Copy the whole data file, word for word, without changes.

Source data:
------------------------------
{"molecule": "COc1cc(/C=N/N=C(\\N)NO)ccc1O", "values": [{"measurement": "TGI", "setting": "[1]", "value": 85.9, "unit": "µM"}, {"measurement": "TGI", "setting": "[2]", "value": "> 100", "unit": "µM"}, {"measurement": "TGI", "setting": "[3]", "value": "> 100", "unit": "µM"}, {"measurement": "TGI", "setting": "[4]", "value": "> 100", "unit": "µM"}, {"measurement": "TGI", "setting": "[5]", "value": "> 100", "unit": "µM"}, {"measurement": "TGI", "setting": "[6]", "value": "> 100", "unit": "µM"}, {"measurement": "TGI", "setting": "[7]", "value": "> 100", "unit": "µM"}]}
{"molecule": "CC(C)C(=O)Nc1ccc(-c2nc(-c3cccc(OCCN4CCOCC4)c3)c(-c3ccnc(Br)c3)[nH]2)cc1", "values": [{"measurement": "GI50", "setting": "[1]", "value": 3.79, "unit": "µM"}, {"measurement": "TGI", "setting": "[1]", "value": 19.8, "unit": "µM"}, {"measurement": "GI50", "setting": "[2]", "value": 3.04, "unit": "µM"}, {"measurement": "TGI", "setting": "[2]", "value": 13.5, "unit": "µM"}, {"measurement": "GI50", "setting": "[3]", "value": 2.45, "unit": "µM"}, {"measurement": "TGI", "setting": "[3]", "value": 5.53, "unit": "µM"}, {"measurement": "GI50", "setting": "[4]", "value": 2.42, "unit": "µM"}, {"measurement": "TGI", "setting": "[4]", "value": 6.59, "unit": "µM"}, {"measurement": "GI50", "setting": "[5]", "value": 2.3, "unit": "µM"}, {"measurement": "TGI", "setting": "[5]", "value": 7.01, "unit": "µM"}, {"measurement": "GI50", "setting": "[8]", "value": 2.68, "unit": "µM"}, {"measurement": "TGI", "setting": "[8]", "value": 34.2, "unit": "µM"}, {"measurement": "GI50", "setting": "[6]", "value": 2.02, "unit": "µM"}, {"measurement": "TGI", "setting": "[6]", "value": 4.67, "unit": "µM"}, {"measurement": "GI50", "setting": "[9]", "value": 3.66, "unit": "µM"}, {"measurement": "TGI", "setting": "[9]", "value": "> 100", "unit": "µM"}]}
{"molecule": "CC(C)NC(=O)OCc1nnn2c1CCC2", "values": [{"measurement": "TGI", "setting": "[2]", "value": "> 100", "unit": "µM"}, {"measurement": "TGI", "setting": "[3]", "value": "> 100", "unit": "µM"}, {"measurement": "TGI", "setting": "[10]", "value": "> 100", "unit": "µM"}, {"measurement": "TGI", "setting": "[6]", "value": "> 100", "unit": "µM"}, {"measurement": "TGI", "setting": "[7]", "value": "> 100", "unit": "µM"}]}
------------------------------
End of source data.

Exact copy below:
{"molecule": "COc1cc(/C=N/N=C(\\N)NO)ccc1O", "values": [{"measurement": "TGI", "setting": "[1]", "value": 85.9, "unit": "µM"}, {"measurement": "TGI", "setting": "[2]", "value": "> 100", "unit": "µM"}, {"measurement": "TGI", "setting": "[3]", "value": "> 100", "unit": "µM"}, {"measurement": "TGI", "setting": "[4]", "value": "> 100", "unit": "µM"}, {"measurement": "TGI", "setting": "[5]", "value": "> 100", "unit": "µM"}, {"measurement": "TGI", "setting": "[6]", "value": "> 100", "unit": "µM"}, {"measurement": "TGI", "setting": "[7]", "value": "> 100", "unit": "µM"}]}
{"molecule": "CC(C)C(=O)Nc1ccc(-c2nc(-c3cccc(OCCN4CCOCC4)c3)c(-c3ccnc(Br)c3)[nH]2)cc1", "values": [{"measurement": "GI50", "setting": "[1]", "value": 3.79, "unit": "µM"}, {"measurement": "TGI", "setting": "[1]", "value": 19.8, "unit": "µM"}, {"measurement": "GI50", "setting": "[2]", "value": 3.04, "unit": "µM"}, {"measurement": "TGI", "setting": "[2]", "value": 13.5, "unit": "µM"}, {"measurement": "GI50", "setting": "[3]", "value": 2.45, "unit": "µM"}, {"measurement": "TGI", "setting": "[3]", "value": 5.53, "unit": "µM"}, {"measurement": "GI50", "setting": "[4]", "value": 2.42, "unit": "µM"}, {"measurement": "TGI", "setting": "[4]", "value": 6.59, "unit": "µM"}, {"measurement": "GI50", "setting": "[5]", "value": 2.3, "unit": "µM"}, {"measurement": "TGI", "setting": "[5]", "value": 7.01, "unit": "µM"}, {"measurement": "GI50", "setting": "[8]", "value": 2.68, "unit": "µM"}, {"measurement": "TGI", "setting": "[8]", "value": 34.2, "unit": "µM"}, {"measurement": "GI50", "setting": "[6]", "value": 2.02, "unit": "µM"}, {"measurement": "TGI", "setting": "[6]", "value": 4.67, "unit": "µM"}, {"measurement": "GI50", "setting": "[9]", "value": 3.66, "unit": "µM"}, {"measurement": "TGI", "setting": "[9]", "value": "> 100", "unit": "µM"}]}
{"molecule": "CC(C)NC(=O)OCc1nnn2c1CCC2", "values": [{"measurement": "TGI", "setting": "[2]", "value": "> 100", "unit": "µM"}, {"measurement": "TGI", "setting": "[3]", "value": "> 100", "unit": "µM"}, {"measurement": "TGI", "setting": "[10]", "value": "> 100", "unit": "µM"}, {"measurement": "TGI", "setting": "[6]", "value": "> 100", "unit": "µM"}, {"measurement": "TGI", "setting": "[7]", "value": "> 100", "unit": "µM"}]}